Advent is topsy-turvy. It begins with an end; the annual reflection of Christ’s return and the end of the world. Then ends with a beginning –the birth of Christ. So before Christmas comes crashing in early, as it tends to every year, we pause this morning to consider the end. Jesus turning our attention from this life to the next- warning us to be prepared, spiritually, at all times- for we know not the hour of his return nor of our death. Remain in grace, is the message, have faith, lest we die and fall foul of God’s judgement.
That aspect of Christian teaching- that we will stand before God to be judged is unnerving. Perhaps that is a good thing for fallen man often needs such warning to consider his true vocation. So be challenged by this Gospel… but don’t tremble too much or despair. Remember that this judgement of God is good news. The message of our faith being that we are worth saving. Why else was he born in Bethlehem? Jesus came not to condemn but to save. To bring salvation if we would but fulfil our true vocation and respond to God’s love. We need not fear judgment if we live as God desires.
And don’t confuse Advent with Lent. They can appear the same; but where Lent is all about turning inwards in an act of self examination, Advent is the opposite. It is about looking beyond self as we seek the Lord in hope. We are to look to the heavens expectantly, hungering for Christ’s coming. We are to cry out for our salvation. We must hope! But such hope isn’t easy in a world as frequently disappointing and corrupt as this. Well- take courage- it has ever been thus. Just listen to Isaiah’s lament in our first reading. Why do you let us wander, O LORD, so that we fear you not? Oh, that you would rend the heavens and come down!!
Lamentation- crying out to God- is very much part of our spiritual heritage. The Old Testament teaching us that the believer has always cried out to God in time of frustration. It can be cathartic to cry out from time to time. To question where God has been? Why is He silent in the face of injustice? Why absent when disaster strikes? Where is God’s wrath when the poor are oppressed? Why do those who abuse and enslave get away with it?
Advent isn’t only about hope then. It is a time for complaining. For having a good moan. A time to survey the squalor of this world and genuinely lament it. Naming sin for what it is. Opening eyes to all that is damaging. A time to acknowledge the mess, recognise the failings, lament the indifference and apathy. For when we lament we recognise truth. We discern how very desperately this world, ourselves, the church, needs God’s love. Yes only when we acknowledge the darkness do we appreciate the need for the light of Christ coming into the world. The realisation that we need a help that is beyond ourselves helps us to abandon any pretence of self sufficiency. Humbled we listen, afresh, to his voice. We seek the life of grace.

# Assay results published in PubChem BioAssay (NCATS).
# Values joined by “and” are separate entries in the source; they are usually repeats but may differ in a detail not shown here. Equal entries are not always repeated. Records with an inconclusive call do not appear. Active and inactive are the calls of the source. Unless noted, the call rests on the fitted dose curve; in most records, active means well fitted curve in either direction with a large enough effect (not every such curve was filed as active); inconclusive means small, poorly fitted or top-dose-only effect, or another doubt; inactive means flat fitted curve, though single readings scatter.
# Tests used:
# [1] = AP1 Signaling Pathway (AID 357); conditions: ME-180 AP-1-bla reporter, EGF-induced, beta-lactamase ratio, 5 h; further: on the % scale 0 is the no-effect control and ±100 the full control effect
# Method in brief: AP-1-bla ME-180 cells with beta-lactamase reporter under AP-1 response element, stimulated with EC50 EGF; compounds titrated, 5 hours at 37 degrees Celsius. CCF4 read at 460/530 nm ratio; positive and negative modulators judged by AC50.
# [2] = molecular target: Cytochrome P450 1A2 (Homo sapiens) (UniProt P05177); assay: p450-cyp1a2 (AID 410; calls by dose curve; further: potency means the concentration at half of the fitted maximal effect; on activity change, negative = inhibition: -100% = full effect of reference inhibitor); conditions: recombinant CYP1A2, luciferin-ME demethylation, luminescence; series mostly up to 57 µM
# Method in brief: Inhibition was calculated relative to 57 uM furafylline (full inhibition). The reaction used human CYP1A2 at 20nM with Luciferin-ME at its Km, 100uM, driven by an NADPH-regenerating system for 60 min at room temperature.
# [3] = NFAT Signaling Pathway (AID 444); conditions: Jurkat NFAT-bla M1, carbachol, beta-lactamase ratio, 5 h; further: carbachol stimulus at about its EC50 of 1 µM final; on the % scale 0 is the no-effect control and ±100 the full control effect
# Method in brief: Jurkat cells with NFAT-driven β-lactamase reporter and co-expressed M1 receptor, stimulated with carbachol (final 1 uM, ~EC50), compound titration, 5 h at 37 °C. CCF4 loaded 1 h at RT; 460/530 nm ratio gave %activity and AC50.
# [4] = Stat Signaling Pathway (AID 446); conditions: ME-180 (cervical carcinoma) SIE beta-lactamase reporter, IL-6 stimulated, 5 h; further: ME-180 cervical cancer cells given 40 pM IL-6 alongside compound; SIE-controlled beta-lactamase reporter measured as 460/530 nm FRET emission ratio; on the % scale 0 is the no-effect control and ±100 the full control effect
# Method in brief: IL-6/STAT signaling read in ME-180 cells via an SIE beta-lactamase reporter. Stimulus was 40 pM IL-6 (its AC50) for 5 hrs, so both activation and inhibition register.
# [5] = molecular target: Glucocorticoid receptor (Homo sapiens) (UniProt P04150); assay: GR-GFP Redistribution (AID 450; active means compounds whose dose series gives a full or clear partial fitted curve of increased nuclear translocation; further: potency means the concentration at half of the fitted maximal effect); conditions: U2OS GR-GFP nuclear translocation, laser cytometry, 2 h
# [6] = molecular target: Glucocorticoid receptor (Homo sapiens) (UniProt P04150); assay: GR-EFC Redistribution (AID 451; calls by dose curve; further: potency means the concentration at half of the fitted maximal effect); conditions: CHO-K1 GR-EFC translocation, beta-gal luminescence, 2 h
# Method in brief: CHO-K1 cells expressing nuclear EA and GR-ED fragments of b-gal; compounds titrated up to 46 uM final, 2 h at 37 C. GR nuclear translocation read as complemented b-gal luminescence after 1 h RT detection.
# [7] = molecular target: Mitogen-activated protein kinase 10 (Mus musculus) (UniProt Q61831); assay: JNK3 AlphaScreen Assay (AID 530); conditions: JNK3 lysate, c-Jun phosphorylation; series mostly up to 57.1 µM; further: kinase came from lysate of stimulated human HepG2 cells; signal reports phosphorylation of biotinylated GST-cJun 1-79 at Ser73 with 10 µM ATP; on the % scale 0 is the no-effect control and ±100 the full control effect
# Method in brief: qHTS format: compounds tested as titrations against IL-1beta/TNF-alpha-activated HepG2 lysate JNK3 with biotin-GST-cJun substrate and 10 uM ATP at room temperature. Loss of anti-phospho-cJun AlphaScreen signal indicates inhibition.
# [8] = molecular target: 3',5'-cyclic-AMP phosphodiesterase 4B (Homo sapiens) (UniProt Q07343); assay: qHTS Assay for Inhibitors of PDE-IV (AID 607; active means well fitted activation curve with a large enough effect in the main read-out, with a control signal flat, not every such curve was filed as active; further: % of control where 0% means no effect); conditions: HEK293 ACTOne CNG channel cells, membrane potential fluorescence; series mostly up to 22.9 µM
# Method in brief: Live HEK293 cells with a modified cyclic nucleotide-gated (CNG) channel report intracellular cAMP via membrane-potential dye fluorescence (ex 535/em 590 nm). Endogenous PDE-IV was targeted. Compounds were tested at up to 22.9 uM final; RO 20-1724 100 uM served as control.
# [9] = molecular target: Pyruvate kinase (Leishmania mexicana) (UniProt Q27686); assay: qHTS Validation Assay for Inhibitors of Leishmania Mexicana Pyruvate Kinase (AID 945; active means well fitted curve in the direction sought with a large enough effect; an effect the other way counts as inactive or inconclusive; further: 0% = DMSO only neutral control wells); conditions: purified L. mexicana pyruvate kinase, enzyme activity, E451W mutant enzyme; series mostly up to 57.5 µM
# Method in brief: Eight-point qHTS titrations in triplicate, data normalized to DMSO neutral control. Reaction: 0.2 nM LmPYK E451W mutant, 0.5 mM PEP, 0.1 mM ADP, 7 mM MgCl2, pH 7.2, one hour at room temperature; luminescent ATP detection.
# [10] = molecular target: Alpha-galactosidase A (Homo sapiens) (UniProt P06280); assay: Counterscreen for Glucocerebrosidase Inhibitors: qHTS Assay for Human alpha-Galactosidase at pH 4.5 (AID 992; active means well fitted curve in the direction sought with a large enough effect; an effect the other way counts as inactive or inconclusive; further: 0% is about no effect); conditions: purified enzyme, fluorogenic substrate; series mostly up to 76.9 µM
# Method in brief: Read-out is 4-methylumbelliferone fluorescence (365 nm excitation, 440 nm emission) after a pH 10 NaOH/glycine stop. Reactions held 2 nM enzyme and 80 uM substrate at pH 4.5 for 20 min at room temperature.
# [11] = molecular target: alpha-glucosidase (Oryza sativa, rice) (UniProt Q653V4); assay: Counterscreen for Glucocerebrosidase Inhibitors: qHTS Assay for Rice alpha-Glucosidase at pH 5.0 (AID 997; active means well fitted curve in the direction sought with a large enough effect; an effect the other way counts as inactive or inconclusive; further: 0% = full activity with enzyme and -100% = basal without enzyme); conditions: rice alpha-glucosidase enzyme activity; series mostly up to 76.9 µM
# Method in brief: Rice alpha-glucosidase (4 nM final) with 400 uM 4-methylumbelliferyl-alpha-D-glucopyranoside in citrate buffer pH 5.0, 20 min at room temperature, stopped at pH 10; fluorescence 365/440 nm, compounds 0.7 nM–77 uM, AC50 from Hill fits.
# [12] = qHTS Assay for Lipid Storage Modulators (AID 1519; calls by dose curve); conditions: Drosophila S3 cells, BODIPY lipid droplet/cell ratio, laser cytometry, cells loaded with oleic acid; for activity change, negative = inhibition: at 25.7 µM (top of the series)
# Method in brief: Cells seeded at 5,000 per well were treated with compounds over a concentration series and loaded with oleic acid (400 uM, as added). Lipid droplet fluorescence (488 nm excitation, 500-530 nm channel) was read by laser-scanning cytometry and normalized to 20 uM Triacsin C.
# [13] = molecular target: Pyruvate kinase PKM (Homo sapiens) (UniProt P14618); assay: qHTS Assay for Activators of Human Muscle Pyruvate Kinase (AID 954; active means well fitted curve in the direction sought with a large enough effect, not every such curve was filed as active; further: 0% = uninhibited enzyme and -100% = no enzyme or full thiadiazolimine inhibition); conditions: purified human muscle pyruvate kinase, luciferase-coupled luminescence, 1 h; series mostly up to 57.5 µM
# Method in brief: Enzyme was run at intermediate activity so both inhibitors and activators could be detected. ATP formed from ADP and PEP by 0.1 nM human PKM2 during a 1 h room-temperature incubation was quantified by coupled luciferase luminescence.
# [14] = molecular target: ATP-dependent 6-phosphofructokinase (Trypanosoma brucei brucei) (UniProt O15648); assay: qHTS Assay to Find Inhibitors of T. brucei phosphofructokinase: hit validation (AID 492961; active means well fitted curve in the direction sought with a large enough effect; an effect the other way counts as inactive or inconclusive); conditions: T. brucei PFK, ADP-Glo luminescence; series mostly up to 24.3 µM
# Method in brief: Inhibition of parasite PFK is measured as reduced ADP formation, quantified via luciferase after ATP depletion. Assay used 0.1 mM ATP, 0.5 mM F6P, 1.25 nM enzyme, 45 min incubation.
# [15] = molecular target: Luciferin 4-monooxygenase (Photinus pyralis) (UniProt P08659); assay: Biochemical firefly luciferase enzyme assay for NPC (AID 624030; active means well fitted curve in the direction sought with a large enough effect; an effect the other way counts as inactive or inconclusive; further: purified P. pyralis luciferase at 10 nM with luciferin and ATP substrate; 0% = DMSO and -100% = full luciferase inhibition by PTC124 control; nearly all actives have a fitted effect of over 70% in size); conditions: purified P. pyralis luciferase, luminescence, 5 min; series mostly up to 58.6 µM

Advent is short and soon followed by Christmas; a time to realise God is not actually absent or silent or disinterested but, in fact, already here amongst us. There in the tabernacle day by day. He has provided His presence and it is there- for us to use- if we would but draw closer to him. If we would accept the gift he came to bring- the gift of personal sanctification. Perhaps the problem is not his absence in this world so much as our absence here- kneeling before him?
As I look back at this past year lamentation is easy. Much seems gravely wrong at present. In the political realm. In the culture. Especially in the church. But when honest I must accept that the wrongness, the apathy, also dwells in me. So as I lament, throwing out questions at God, I must embrace his response; the questions he throws back at me. God says, but what of your faith? What was your response to this world? When did you seek to be the solution you claim to desire? If you really want me why do you hold back? Why are you not yet sanctified?
The most frightening verse in all of scripture is where Jesus asks if- when he returns – He will find any faith on earth? A chilling thought. Though he will never abandon us, it seems we might- all of us- choose to abandon him. So God asks for a little faith…..because faith breeds hope and hope compels us to keep going. To trust that he is working his purpose out. To trust that in the end all will be reconciled in him.
One of my favourite saints is Pope St. John Paul II. For he was a living embodiment of hope in the face of darkness. Suffering through Nazism and Communism he never gave up his faith. Never lost hope in God. And so he triumphed! Whenever you face darkness remember that despair is satanic. It seeps into hearts and souls causing depression, disillusionment and defeat – chief weapons of the devil leading only to denial of God’s goodness and spiritual death. But faith breeds hope and hope brings confidence. It is a thing patient and filled with forbearance –and willing to suffer. As in these grave and uncertain times I think it must. But it wins in the end. So do not despair- he is coming. In fact- he is already here. And you can receive him by faith at this very altar. Nobody is stopping your path to sanctification but you…
(NB: This homily was inspired by an article I found on the internet but couldnt find again! So credit for some of the outline should be with someone else- then I over worked it heavily)